The Formula Node in the LabVIEW software is a convenient, text-based node you can use to perform complicated mathematical operations on a block diagram using the C++ syntax structure. It is most useful for equations that have many variables or are otherwise complicated. The text-based code simplifies the block diagram and increases its readability. Furthermore, you can copy and paste existing code directly into the Formula Node rather than recreating it graphically.
In addition to text-based equation expressions, the Formula Node can accept text-based versions of if statements, while loops, for loops, and do loops, which are familiar to C programmers. These programming elements are similar but not identical to those you find in C programming.
Using the Formula node
Complete the following steps to create a VI that computes different formulas depending on whether the product of the inputs is positive or negative.
- Selecting File»New VI to open a blank VI.
- Place a Formula Node on the block diagram.
- Right-click on the diagram and navigate to Programming»Structures»Formula Node.
- Click and drag the cursor to place the Formula Node on the block diagram.
- Right-click the border of the Formula Node and select Add Input from the shortcut menu.
- Label the input variable x.
- Repeat steps 3 and 4 to add another input and label it y.
- Right-click the border of the Formula Node and select Add Output from the shortcut menu.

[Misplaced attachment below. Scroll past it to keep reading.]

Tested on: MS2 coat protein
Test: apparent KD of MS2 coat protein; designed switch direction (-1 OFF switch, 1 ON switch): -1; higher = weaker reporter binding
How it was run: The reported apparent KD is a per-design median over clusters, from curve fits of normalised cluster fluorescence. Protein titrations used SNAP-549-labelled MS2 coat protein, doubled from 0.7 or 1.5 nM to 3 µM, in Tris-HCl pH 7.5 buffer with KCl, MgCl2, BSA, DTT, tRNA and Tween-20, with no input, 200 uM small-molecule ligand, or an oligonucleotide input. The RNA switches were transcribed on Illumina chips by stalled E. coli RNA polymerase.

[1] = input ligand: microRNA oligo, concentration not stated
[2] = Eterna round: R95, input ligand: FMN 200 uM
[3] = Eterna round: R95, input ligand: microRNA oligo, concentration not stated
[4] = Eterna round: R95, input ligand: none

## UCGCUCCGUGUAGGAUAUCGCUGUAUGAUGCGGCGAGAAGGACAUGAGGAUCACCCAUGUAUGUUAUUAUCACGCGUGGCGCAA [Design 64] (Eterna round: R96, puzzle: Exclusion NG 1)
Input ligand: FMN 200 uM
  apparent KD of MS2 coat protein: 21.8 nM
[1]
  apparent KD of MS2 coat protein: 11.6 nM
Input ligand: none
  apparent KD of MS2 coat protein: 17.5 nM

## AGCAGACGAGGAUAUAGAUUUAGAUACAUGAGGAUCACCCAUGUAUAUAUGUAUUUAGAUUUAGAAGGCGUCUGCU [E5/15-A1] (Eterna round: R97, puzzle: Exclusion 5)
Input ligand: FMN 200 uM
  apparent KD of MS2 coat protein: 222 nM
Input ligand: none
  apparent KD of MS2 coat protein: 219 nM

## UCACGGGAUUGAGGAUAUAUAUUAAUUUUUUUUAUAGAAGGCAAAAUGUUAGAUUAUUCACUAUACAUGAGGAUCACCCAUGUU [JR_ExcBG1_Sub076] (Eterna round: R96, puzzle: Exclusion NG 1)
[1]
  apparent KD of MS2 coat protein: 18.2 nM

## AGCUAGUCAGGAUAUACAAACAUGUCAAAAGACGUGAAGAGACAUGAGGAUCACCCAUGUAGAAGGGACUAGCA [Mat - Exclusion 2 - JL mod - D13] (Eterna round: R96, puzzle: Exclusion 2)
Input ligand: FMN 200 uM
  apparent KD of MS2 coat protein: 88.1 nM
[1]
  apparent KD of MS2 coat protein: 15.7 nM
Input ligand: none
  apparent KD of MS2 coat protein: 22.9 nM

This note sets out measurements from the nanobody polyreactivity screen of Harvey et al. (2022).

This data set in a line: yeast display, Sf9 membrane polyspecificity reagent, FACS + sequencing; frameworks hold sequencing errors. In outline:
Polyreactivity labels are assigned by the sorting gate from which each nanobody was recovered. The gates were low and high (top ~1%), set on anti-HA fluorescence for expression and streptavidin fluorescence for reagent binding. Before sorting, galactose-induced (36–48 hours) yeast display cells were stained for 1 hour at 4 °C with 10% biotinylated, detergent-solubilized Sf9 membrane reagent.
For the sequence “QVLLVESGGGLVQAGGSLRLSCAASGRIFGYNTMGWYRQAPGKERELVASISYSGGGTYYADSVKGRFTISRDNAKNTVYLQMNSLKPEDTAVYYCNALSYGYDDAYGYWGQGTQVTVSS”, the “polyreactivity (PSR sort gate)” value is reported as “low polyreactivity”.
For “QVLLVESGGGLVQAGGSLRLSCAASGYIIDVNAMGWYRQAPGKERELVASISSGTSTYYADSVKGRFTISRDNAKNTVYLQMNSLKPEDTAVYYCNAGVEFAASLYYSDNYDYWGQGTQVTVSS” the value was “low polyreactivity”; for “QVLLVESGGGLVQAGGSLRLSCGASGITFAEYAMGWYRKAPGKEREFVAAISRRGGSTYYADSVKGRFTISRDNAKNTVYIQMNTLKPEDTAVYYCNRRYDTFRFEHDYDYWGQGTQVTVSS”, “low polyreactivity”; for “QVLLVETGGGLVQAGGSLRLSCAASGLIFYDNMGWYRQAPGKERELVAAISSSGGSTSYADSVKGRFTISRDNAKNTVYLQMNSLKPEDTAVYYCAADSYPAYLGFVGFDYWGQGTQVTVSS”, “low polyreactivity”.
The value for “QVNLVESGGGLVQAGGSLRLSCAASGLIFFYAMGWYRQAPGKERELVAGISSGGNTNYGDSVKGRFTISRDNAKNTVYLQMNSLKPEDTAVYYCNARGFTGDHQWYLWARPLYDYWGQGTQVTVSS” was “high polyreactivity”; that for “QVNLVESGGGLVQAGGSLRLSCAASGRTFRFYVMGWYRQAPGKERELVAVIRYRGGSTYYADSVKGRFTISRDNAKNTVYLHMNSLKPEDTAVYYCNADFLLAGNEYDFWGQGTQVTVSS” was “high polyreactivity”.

- Create two outputs and name them z1 and z2, respectively.
- Enter the expressions below in the Formula Node. Make sure that you complete each command with a semicolon. Notice, however, that the if statement does not require a semicolon after the first line.
z1 = 3*x**2 – 2*y**3;
else z1 = 0;
z2 = sinh(z1);
- Create controls and indicators for the inputs and outputs.
- Right-click on each input and select Create»Control from the shortcut menu.
- Right-click on each output and select Create»Indicator from the shortcut menu.
- Place a While Loop with a stop button around the Formula Node and the controls. Be sure to include a Wait (ms) function inside the loop to conserve memory usage. Your block diagram should appear as follows
- Click the Run button to run the VI. Change the values of the input controls to see how the outputs change.
In this case, the Formula Node helps minimize the space required on the block diagram. Accomplishing the same task without the use of a Formula Node requires the following code.
Thank you for reading my blog post, and for more information on formula nodes follow this link. If you are interested in trying out LabVIEW for yourself, you can purchase a copy of LabVIEW 2014 Home Edition which includes everything you will need to run LINX 3.0. Please comment below with any questions or comments you may have.